Do you have real-world experience you'd like to share with the TechRepublic audience? Are you a support professional with valuable tips and tricks for troubleshooting the latest technology? Have you found a great training resource or a particularly effective user support strategy? If so, we want to hear from you! Writing for TechRepublic is a great way to earn some extra income, build your resume, and influence the direction of the TechRepublic content.
What could you write about for Support Republic?
Support Republic covers all aspects of IT desktop support, including software installations and upgrades, hardware reviews, training and career issues, and end-user support topics. We offer news, downloads, and discussions geared toward the interests and needs of the desktop support technician.
The following list describes the broad topic areas that Support Republic covers:
- Software—Most support issues are a matter of software, and so we’ve made this a critical part of our technical coverage. From Excel to PowerPoint, you’ll find tips and tricks to make supporting the latest applications a snap.
- Hardware—Support Republic offers product reviews and troubleshooting information on network cards, monitors, hard drives, and much more.
- User Support—We provide information that helps you deal more effectively with the users you work with on a daily basis. You'll find ideas for improving the utilization of your help desk, handling difficult users, and strengthening help desk/client communication.
- Career—Whether you’re looking for advice on asking for a raise or the best training resources, Support Republic has the information you need. Be prepared the next time you tackle a tough career decision.
In addition to articles on the topics above, Support Republic also publishes articles about clever solutions that IT professionals have found while on the job. Ever work on a project that went particularly well? What about the ones that were particularly awful? Some of our most popular articles explain how IT professionals solve problems in their day-to-day work.
How do we judge article submissions?
Our editorial staff goes over every article submission with a fine-tooth comb. All articles should present their subject clearly, possess a logical structure, and be written in a conversational manner (as if you were speaking with a colleague). Every article is also required to meet the following ATM guidelines:
A is for audience
Is the topic appropriate for our audience of IT professionals? Put simply, our audience is you, the IT support professional. You may be a call center operator, field support technician, independent support contractor, or just someone who supports client-side technology. We assume our audience is educated, has a working knowledge of common client technology, is likely to support multiple workstations, and interacts with end users.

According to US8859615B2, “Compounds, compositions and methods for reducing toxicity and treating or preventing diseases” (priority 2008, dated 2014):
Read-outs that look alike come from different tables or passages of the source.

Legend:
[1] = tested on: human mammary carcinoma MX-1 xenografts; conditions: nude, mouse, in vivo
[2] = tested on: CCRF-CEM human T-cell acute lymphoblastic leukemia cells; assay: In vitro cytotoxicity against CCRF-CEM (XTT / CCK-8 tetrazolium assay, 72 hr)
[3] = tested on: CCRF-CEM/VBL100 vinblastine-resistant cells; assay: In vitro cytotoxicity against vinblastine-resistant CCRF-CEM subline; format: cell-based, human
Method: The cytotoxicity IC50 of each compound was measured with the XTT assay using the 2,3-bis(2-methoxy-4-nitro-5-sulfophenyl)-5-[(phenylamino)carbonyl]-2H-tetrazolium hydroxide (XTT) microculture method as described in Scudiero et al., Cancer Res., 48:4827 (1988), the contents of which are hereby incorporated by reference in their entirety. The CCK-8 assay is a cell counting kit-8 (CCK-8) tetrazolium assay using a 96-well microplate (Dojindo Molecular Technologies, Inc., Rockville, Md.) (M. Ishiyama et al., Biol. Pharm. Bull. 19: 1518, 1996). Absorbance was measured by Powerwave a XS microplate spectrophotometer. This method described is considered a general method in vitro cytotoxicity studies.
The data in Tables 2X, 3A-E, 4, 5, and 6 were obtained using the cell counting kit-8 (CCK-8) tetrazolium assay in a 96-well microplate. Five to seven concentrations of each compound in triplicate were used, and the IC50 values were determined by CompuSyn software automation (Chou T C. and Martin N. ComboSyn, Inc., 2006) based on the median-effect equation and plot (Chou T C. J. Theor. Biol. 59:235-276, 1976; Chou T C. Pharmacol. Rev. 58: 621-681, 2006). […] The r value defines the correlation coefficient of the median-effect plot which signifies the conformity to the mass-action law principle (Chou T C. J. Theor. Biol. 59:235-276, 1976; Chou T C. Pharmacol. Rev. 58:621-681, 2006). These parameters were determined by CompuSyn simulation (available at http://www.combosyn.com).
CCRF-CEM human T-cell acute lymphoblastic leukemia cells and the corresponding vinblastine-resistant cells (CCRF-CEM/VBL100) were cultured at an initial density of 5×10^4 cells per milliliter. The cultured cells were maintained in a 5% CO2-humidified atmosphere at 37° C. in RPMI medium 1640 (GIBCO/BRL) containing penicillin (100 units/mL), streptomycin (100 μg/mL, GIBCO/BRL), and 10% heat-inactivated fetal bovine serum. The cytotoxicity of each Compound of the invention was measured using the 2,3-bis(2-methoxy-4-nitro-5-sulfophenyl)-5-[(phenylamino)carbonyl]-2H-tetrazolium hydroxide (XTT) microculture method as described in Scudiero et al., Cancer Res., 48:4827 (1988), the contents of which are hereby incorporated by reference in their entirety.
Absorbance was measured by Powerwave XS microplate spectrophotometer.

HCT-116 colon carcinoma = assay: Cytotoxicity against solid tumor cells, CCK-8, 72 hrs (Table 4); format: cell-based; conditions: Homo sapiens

T is for take-away
What new piece of information can a reader take away from this article? Every article must contain information that an IT support professional can use to improve his or her job or career. It doesn't matter how fascinating the article is, if it doesn't contain information that someone can use, the article will be sent back to the writer for revision.
M is for mission
Is the article on mission? Our mission is to help IT professionals with their daily jobs and their overall careers.
Sign me up
Become a contributor to TechRepublic's Support Republic and shape your community. We're looking for support professionals who like to write, as well as writers who are familiar with the technical support industry. Article ideas will be reviewed on a case-by-case basis. If you are interested in writing for us, send us an e-mail with your qualifications, areas of expertise, and article ideas.
Bill Detwiler has nothing to disclose. He doesn't hold investments in the technology companies he covers.
Bill Detwiler is Managing Editor of TechRepublic and Tech Pro Research and the host of Cracking Open, CNET and TechRepublic's popular online show. Prior to joining TechRepublic in 2000, Bill was an IT manager, database administrator, and desktop support specialist in the social research and energy industries. He has bachelor's and master's degrees from the University of Louisville, where he has also lectured on computer crime and crime prevention.